Poor leadership can come in many forms. Sometimes someone in power enacts a law that negatively affects the general public, and then subsequent governments have to spend years correcting it. Or it can come in the form of inaction and lack of leadership. Making a lot of promises and then not following through, causing problems to fester until we are in a state of crisis.
Canada unfortunately is a victim of both. There have been policies enacted that have set us back years, particularly in terms of the climate crisis and poverty. Plus, policies take so long to change that they are continuing to affect us long after they should have been gotten rid of. In addition, inaction on getting to the root of the deeper issues causing harm to the average Canadian by only introducing band-aid solutions is also ultimately making a lot of our struggles worse.
On one hand, while frustrating, there is still hope. Identifying the problems is the first step towards a solution, and policymakers are more aware of the issues that need addressing. On the other hand, there are a lot of things that have slipped through the cracks due to bad policy or lack of action, and all of them are equal in terms of urgency.
According to Human Rights Watch, Canada is a top 10 global greenhouse gas emitter. According to Environment and Sustainable Development Commissioner Jerry V. DeMarco, “Canada was once a leader in the fight against climate change. However, after a series of missed opportunities, it has become the worst performer of all G7 nations since the landmark Paris Agreement on climate change was adopted in 2015.”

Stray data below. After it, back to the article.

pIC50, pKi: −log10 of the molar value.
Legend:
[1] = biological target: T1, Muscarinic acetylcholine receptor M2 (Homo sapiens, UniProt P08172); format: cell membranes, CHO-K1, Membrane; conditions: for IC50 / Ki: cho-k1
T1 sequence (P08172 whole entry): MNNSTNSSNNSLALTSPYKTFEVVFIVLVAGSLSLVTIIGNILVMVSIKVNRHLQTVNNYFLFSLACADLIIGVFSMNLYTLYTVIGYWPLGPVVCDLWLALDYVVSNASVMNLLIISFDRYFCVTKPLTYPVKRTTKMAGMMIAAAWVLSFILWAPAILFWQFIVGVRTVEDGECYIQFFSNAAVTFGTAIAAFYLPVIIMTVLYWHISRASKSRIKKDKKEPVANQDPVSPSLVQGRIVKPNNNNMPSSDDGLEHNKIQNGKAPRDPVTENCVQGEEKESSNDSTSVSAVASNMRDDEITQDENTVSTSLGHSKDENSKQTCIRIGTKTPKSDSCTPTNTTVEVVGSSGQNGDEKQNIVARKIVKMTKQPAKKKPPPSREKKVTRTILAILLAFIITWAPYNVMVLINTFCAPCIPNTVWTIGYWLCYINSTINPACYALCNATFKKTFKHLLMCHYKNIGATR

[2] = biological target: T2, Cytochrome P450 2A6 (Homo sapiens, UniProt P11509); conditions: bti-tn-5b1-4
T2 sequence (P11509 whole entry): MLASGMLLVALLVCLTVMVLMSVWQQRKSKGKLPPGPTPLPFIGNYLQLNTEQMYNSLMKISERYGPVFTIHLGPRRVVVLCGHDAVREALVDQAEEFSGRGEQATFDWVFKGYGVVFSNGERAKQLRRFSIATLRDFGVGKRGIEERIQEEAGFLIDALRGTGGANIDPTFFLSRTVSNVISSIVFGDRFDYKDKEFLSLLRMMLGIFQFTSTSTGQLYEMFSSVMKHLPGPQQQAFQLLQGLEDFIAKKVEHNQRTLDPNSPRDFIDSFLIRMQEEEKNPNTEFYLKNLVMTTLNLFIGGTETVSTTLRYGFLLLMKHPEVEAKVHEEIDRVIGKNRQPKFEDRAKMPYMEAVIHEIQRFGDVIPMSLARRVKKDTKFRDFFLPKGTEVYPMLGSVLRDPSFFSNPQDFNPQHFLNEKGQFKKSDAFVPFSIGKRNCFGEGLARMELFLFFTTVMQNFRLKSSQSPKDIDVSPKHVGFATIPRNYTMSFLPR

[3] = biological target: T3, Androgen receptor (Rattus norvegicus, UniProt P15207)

How did this happen? Canada’s Ministry of Environment was created in 1971, and Canada was the second country in the world to create a ministry dedicated to the environment. For decades Canada was a global leader in the fight to combat climate change.
The decision of the Stephen Harper government to not only largely ignore the climate crisis but make it worse by investing more in the oil sands and avoiding researching the need for renewable energy is a driving factor in Canada’s poor environmental performance. They also made the decision to pull out of the Kyoto Protocol, a multinational agreement to combat climate change.
Now, some progress has been made since, but it’s not enough. We need to work together to make actual change. For instance, since we know what the oil and gas industry is doing to our lands, we need to involve all provinces in transitioning away from oil and gas, not just the provinces most directly affected.
If you do a quick search regarding the biggest problems faced by Canadians today, you will come across pages and pages of articles detailing the state of poverty in this country. Poverty is something that has always existed here, and while other countries have eradicated homelessness entirely, and are making great strides towards economic equality, the financial crisis only seems to be getting worse here at home.
For 2023, Food Banks Canada released a report card on Canada’s poverty landscape, giving it an overall score of D+. What was found was that current policies do not actually support the low-income earners in Canadian society and most policies need a huge overhaul.
In the report card it was found that social assistance is not covering the wide array of people who need to access it, in particular in the form of non-cash benefits such as drug and dental coverage and affordable housing supplements among many other things.
Again, in this case, poor leadership comes in the form of the Harper government slashing people’s access to social subsidies. They made it significantly harder to access EI benefits and the amount of time benefits could be accessed was cut as well. Additionally, who could access assistance programs, and how much help they were entitled to decreased significantly as well.
In the present day, nothing has been done to repair the changes that were made. Instead, we are given short term payouts that aren’t actually helping anyone.
Lauren Schwartz | Staff Writer